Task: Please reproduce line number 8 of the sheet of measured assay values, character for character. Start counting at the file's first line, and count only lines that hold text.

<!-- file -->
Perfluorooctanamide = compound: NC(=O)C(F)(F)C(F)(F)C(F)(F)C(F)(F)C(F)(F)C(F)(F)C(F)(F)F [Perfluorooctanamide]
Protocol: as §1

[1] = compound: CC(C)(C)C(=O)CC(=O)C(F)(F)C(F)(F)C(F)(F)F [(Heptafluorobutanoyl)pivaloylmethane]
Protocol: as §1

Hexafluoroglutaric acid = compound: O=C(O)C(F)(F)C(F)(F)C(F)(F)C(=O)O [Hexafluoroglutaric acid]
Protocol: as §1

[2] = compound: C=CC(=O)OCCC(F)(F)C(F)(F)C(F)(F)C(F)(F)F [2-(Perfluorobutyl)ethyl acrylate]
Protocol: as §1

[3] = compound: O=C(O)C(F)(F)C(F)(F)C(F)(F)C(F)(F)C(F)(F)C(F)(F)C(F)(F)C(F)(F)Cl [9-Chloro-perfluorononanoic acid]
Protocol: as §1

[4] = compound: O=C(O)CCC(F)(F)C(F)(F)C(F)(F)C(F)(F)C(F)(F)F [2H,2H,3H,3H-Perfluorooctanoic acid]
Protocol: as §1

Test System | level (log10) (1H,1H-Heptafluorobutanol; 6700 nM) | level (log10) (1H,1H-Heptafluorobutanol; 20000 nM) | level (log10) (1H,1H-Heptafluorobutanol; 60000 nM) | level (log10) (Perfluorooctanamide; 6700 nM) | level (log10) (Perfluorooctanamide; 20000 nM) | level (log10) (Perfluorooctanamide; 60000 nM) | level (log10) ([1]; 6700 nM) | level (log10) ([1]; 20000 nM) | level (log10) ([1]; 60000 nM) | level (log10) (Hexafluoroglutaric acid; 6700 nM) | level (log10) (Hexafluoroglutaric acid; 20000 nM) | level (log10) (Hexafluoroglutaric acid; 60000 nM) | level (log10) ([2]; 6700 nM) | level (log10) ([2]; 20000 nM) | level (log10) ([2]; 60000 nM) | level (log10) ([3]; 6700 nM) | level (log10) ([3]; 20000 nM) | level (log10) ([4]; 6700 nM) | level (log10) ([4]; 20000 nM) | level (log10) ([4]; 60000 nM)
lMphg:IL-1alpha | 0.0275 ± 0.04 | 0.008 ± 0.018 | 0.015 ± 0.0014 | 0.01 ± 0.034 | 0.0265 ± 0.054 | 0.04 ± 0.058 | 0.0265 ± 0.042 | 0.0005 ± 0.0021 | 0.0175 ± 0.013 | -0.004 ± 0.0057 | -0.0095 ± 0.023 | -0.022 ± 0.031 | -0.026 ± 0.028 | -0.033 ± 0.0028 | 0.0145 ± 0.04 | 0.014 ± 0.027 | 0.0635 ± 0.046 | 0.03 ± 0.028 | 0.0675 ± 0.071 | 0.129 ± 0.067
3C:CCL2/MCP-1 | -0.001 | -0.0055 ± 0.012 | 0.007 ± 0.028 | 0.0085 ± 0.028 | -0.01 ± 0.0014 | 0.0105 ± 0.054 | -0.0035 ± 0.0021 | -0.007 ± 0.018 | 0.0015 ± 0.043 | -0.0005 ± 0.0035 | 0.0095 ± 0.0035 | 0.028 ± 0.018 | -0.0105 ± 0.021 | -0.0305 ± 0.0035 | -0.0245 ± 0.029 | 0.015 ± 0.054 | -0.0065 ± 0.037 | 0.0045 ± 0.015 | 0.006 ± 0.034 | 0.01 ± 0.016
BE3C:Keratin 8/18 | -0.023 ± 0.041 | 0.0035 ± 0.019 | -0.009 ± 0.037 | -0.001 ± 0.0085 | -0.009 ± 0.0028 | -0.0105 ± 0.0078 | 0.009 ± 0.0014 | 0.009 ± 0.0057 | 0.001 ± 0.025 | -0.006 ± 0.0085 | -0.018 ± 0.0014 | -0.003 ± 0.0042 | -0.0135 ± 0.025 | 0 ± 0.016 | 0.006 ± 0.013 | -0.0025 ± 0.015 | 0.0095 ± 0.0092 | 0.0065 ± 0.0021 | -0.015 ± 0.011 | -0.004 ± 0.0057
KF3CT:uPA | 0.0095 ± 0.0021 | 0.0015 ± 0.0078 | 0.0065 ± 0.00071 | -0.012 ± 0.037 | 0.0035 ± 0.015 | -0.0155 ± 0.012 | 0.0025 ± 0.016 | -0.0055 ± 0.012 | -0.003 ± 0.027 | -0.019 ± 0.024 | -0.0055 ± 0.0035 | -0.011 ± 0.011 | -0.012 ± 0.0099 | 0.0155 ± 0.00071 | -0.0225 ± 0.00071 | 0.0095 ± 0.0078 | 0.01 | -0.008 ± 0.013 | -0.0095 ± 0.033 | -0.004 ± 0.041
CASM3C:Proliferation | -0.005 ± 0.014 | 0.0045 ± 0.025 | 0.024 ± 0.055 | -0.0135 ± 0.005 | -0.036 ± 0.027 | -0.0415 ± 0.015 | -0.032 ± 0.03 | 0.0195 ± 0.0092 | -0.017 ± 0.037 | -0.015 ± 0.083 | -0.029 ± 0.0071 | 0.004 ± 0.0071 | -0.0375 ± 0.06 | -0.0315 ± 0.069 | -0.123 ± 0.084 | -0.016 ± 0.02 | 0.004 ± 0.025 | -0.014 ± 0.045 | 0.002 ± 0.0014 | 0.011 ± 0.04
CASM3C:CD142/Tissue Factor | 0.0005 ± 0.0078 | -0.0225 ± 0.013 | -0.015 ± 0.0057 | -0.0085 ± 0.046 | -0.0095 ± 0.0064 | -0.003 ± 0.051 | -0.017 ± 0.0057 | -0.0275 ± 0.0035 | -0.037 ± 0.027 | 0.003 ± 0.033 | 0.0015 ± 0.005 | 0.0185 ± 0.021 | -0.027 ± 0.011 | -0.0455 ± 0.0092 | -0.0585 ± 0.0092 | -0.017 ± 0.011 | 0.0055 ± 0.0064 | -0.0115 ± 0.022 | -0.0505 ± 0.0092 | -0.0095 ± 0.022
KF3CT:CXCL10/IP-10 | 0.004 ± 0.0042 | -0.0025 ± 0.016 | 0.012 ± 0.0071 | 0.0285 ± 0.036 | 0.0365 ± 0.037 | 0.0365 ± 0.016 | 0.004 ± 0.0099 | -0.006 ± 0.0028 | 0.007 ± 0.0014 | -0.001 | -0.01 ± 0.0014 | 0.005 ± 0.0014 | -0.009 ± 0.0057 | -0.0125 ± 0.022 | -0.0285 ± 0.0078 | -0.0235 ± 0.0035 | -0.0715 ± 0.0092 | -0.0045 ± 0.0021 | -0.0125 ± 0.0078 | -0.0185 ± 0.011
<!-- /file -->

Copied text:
Protocol: as §1